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M.E. Reese, R.W. Hertle; Clinical Contrast Sensitivity (CS) Testing in Patients With Infantile Nystagmus Syndrome (INS) Compared to Age–Matched Controls . Invest. Ophthalmol. Vis. Sci. 2006;47(13):2504.
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The purpose of this report is to characterize contrast sensitivity using a commercially available technique in those patients with the specific ocular motor disorder of INS.
This is a prospective, comparative case series between patients with INS and aged matched control children. The Functional Acuity Contrast Test (F.A.C.T.TM) was performed binocularly with best corrected acuity under normal office lighting (25–40 foot–Lamberts). The F.A.C.T.TM presents a progression of high–quality sine wave grating size changes with corresponding spatial frequencies of 1.5, 3, 6, 12, and 18 cycles per degree (cpd). The grating patch size is 1.7 degrees and the contrast step between each grating patch is 0.15 log units. The gratings are tilted +15o, 0o, and –15o and tapered into an average gray background to eliminate ghost images.
Nine INS patients aged 5–14 years and 25 controls aged 5–17 years were tested. The INS patients’ best binocular acuity ranged from 20/125 to 20/30, and the control subjects all had 20/25 or better binocular acuity. Other sensory system deficits in the INS population included optic nerve and foveal hypoplasia, and retinal dystrophy. F.A.C.T.TM testing in patients with INS showed a significant reduction of CS in the entire spatial frequency (1.5–18 cpd, p<0.05) range tested which was directly correlated to the INS patients best corrected acuity and was also significantly decreased compared to age matched controls.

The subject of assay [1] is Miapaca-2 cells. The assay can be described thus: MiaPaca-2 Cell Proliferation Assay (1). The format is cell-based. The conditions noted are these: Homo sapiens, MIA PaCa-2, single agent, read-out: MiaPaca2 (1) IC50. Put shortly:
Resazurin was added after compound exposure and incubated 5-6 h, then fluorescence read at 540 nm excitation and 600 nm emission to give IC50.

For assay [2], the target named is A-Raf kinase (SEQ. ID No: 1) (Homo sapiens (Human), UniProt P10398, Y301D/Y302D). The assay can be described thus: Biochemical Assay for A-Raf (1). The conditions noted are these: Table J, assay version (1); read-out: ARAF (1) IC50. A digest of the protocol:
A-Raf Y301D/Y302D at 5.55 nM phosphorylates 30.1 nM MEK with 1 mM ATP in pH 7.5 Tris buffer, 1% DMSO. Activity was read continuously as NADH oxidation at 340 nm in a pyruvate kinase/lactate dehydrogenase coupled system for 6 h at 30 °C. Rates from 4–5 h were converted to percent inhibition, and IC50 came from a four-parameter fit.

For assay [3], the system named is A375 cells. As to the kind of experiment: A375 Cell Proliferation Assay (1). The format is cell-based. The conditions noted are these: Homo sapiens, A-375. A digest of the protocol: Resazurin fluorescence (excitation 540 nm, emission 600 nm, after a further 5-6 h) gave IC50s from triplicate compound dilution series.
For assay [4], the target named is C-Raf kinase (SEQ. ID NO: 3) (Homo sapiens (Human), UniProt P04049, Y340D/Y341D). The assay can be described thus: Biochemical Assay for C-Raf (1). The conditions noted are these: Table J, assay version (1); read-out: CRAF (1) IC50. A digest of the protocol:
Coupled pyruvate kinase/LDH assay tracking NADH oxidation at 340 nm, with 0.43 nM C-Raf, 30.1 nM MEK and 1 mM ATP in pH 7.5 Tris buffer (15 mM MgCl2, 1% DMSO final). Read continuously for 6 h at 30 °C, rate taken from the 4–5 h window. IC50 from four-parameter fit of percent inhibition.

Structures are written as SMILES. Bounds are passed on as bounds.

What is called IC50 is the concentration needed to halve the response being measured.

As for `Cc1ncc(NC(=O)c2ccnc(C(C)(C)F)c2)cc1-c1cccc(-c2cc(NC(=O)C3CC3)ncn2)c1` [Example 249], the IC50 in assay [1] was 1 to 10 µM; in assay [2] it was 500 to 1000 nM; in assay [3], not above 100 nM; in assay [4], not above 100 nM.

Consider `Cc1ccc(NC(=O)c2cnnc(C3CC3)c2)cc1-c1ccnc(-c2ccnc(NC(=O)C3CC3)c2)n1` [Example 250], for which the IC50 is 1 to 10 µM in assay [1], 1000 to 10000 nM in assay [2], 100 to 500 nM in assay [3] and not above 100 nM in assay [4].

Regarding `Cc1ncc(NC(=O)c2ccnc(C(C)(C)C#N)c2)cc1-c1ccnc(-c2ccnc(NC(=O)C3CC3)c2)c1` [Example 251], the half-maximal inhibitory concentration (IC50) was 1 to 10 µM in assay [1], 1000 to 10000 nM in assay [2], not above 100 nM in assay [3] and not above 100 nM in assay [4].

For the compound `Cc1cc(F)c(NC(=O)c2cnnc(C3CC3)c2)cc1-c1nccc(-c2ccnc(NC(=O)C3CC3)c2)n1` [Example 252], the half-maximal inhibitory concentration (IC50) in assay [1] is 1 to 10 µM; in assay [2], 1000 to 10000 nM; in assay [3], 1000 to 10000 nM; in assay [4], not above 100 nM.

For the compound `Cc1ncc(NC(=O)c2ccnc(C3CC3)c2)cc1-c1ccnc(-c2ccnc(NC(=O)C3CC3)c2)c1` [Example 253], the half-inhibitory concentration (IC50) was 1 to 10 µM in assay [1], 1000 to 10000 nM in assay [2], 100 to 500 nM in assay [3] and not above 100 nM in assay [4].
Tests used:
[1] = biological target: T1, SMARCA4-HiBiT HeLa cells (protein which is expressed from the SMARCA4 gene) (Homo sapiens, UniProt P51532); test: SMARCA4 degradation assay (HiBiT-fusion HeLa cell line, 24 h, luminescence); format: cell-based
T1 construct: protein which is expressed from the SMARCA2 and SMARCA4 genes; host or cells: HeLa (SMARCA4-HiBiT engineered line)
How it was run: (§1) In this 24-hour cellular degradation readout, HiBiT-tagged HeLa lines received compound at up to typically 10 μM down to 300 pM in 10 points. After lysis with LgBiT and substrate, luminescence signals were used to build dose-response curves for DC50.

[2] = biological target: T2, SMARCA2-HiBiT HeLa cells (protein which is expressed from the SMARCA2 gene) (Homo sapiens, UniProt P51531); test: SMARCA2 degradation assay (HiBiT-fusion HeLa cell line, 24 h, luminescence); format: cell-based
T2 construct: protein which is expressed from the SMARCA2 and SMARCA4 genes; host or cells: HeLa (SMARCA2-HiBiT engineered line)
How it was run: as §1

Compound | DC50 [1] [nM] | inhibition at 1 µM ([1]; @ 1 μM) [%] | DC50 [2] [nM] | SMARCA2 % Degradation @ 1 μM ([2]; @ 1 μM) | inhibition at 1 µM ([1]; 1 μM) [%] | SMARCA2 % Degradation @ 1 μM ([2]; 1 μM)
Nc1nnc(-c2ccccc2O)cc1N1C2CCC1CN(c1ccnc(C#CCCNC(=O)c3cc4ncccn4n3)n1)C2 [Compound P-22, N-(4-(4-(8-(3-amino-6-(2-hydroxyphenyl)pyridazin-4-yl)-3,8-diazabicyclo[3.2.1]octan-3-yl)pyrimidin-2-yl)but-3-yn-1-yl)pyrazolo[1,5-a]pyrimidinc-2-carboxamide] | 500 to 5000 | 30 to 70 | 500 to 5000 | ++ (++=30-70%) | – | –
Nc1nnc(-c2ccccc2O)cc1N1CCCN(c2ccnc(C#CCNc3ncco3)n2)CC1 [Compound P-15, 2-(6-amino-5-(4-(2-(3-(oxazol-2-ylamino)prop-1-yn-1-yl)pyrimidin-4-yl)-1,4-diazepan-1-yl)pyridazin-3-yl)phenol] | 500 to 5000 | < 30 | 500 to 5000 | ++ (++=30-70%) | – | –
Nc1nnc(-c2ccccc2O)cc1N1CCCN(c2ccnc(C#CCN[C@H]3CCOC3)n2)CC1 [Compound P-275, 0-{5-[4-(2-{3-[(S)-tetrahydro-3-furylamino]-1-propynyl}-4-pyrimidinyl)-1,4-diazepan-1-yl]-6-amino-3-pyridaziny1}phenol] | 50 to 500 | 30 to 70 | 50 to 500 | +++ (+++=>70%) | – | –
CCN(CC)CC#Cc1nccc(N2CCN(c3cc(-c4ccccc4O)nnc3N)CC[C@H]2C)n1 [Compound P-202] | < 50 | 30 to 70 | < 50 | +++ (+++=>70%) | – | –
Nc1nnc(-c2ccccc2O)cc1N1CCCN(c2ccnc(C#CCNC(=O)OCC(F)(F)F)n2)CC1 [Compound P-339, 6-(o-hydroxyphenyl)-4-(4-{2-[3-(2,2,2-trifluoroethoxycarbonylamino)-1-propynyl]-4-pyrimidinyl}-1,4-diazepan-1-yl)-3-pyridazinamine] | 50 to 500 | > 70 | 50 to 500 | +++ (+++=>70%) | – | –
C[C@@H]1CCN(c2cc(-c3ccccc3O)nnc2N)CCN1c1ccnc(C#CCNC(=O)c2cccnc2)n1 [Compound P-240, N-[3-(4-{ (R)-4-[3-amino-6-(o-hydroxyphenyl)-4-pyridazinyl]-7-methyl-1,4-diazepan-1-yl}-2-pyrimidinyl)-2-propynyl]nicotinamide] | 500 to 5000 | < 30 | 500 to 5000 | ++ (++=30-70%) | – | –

The F.A.C.T.TM or a similar testing system may have potential as a commercially available clinical outcome measure in interventional trials in patients with INS.
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